An article on wontons with all the information you will ever need to make, fold, cook, store and enjoy this little parcel of delight.
Wonton is the transliteration of a Cantonese name: 云吞 (Yun Tun). Yun Tun has a poetic meaning: swallowing clouds. The wontons resemble clouds floating when they are cooked and served in soups. In China, it is also known as 馄饨 (Hun Tun), and the meaning is much more mundane: irregularly shaped pasta. Other regional names are Szechuan's 四川抄手 (Si Chuan Chao Shou) and Taiwan's 台湾扁食 (Tai Wan Bian Shi).
Chinese cuisine has a lot of dumplings and buns. There is the famous shrimp dumpling 虾饺 (Xia Jiao / har gow), the rice dumplings 粽子 (Zong Zi), the plain steamed buns 馒头 (Man Tou), the pot stickers 锅贴 (Guo Tie), and more. Wonton is only one of many but this little parcel of culinary delight enjoys an international reputation and it owes its global fame to the Cantonese (a dialect group originating from Guang Zhou province and Hong Kong). There is even a famous poem about it -- Folding Wontons In by Abraham Chang.
An uncooked wonton wrapper is quite firm and stretchy making it easy to fold. It turns silky and soft when it is boiled and crispy when it is fried or baked. Very versatile. They are readily available in supermarkets although you can make the wrappers from scratch.
There are many different ways to wrap wontons. I documented 10 different wonton folding styles. There are step-by-step instructions, before and after pictures, and video clips.
The charm of the wonton lies in the filling. The delightful burst of flavour and juiciness when one bites into it. Fillings play a very important role. Not only must the ingredients be fresh, they must be well-mixed.
The most popular ingredient is ground pork. However, ground beef, chicken, prawns, fish and tofu are also good ingredients. If you are going to use beef, chicken, or lamb, you might want to introduce a little fat so that the filling won't be dry. Chinese chefs usually add fatty pork to increase juiciness (now you know the secret).
I like my wontons in soup where the skin is boiled till silky smooth. I love the feeling of the wonton skin in my mouth and then the burst of juicy flavour when I bite into the filling.
A well-made wonton soup can enhance the flavour of the entire dish. It is usually a lightly flavoured broth or consomme. Learn how to make a mean wonton soup with these tips and recipes.
Many wonton recipes I came across have instructions to cook wontons straight in the soups to be served. Don't do that!
Imagine all your hard work wrapping the beautiful wontons, and making a good clear flavorsome broth only to be sabotaged by boiling the wontons in the soup.
Wonton wrappers are covered with cornflour to prevent them from sticking together. If they are cooked directly in the soup, the flour will affect the flavour and texture of the soup.
If you cook the wontons in the soup, there is a tendency to leave the wontons floating in the soup before serving. The wontons may turn mushy.
The correct way to cook wontons:
Avoid boiling wontons too early. Cooked wonton skins become rubbery and dry if left standing too long.
Wonton soup is fairly straight forward. Make the wontons, make the soup and serve them together, garnished with some chopped spring onion or coriander leaves.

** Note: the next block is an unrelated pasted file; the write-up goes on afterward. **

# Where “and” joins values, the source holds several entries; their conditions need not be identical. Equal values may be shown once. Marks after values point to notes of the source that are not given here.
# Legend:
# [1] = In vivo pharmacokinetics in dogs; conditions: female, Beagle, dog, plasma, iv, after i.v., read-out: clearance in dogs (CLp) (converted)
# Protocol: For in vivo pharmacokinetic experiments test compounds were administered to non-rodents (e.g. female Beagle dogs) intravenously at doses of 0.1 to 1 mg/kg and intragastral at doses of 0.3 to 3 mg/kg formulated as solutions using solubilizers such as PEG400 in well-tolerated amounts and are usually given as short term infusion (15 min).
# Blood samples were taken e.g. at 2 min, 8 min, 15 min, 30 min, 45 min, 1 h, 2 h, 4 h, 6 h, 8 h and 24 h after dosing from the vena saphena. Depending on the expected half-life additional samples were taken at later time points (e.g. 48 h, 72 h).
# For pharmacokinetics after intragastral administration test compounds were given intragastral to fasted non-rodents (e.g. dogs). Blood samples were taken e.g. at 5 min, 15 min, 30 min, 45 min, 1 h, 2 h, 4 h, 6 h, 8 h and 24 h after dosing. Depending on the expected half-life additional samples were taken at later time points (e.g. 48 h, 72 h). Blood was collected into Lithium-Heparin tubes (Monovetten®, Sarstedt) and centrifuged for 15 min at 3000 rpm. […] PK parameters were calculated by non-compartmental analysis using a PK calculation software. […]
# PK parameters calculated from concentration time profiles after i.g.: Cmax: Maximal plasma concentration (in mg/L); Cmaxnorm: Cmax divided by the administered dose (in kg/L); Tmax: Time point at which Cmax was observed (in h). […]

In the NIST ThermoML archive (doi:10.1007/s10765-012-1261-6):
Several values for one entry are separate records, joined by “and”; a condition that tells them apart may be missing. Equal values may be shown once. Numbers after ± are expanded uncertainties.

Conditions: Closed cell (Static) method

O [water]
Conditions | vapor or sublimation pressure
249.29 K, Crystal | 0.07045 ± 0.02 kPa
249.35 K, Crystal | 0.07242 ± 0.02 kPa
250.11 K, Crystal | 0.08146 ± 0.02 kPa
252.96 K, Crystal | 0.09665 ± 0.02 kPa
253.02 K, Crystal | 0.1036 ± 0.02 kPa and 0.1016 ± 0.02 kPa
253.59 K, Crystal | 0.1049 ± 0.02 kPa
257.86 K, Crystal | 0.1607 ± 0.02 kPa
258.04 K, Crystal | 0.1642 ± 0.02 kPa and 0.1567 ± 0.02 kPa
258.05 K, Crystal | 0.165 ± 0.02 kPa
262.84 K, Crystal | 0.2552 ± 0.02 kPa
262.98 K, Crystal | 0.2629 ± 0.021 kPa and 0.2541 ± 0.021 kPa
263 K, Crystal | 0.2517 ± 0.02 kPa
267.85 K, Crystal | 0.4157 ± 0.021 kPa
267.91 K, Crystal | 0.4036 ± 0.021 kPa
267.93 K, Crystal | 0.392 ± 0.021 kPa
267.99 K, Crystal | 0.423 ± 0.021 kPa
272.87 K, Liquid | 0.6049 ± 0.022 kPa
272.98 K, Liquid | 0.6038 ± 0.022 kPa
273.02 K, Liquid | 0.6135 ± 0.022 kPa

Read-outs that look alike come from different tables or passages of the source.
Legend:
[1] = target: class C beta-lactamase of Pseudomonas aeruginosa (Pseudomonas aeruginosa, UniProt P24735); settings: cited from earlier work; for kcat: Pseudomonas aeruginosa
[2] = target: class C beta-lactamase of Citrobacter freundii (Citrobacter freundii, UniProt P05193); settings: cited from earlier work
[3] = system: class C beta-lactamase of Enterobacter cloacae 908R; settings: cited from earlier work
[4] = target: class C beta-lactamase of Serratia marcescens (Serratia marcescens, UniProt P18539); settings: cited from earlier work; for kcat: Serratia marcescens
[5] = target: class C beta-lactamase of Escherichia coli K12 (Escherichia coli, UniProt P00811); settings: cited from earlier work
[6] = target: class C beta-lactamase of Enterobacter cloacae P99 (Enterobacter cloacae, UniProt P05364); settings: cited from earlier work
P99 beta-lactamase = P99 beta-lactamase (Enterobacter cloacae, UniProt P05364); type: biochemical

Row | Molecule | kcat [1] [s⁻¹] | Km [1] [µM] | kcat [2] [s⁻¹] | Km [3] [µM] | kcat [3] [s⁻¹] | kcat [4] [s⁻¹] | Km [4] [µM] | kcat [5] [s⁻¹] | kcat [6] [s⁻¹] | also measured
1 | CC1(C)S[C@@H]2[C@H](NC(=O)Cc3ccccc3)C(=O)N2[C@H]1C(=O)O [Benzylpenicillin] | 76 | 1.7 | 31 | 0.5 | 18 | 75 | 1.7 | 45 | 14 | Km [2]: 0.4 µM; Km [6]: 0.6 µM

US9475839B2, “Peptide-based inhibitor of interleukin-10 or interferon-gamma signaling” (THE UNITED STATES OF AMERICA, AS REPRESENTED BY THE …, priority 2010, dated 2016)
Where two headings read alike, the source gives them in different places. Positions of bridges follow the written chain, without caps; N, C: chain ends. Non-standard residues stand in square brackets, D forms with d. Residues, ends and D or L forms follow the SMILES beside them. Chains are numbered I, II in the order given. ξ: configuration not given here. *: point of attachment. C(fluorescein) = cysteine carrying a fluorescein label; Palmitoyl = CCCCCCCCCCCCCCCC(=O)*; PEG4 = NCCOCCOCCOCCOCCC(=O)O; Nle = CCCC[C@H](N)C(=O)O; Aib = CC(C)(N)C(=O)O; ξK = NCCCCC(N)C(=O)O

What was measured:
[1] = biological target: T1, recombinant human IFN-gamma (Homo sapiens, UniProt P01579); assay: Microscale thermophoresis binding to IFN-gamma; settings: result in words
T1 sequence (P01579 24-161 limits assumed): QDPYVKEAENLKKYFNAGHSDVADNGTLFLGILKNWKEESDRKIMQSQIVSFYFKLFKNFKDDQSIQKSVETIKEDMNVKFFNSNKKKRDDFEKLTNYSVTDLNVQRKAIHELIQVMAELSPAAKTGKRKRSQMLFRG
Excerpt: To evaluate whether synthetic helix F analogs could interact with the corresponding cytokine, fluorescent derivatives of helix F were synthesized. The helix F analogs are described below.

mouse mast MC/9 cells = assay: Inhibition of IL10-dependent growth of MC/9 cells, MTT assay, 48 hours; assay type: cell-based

The wontons are served in a mixture of chilli oil, black vinegar and peppercorn. See Chili Oil Wonton 红油抄手 (Hong You Chao Shou). It's super addictive.
Wonton is found in one of Hong Kong's most famous street food: the pork wonton noodle 叉烧云吞面 (Cha Shao Yun Tun Mian). The Chinese pork wonton noodle is also a common hawker fare in Singapore and Malaysia. It is typically made up of egg noodles, wontons, and barbecued pork / char siew 叉烧 (Cha Shao).The Hong Kong version is a noodle soup while the Singapore and Malaysia versions are noodles served dry with pickled green chilli. You can find both versions easily in Singapore's food centres. It is interesting to note how different the two dishes look and taste even though they bear the same name.
I have almost never made wonton noodle soup myself. The best can be had for a couple of dollars and a short walk away. So, I have never had the need to make my own wonton noodle soup from scratch. If you are interested to learn how to make this at home, check out for the dry version and for the Hong Kong soup version.
Deep fried wontons make great party food. They are crispy, light, easy to eat and irresistible. Crispy wontons has gotten a bad rap because many do not taste all that great. All the more reason to make your own and wow your friends. Instead of boiling them, heat up a wok of oil or fire up your deep fryer and fry them till golden brown and crisp. Serve them with a dip. The simplest would be a little sweet chilli sauce. I always find the Maggi bottled sweet chilli sauce quite handy at home. When I am lazy, I just shake some out.
Chinese recipes for wontons almost always assume you are cooking for a family party, so the amount of ingredients can be excessive. If you are only thinking of making a dozen or so, consider downsizing the quantity specified.
On the other hand, wontons are really easy to freeze and store:
Frozen wontons cannot be thawed as the wonton skins will go mushy. If they cannot be thawed, they cannot be fried. Only boiled or steamed.
When I was younger, making wontons is a family affair. Granny will mix up a big batch of filling and we will sit around wrapping. It was great fun. We made a lot of noise as well as wontons.
I had a few cook-and-eat parties while studying in Melbourne: steamboat, laksa night-out and wontons. Getting together to cook up a storm is good fun and a great way to bond with friends.
Wontons are easy to make and cook together. Get together to make it. Then, boil it, bake it, or fry it. Finally, eat it over rounds of games and sharing.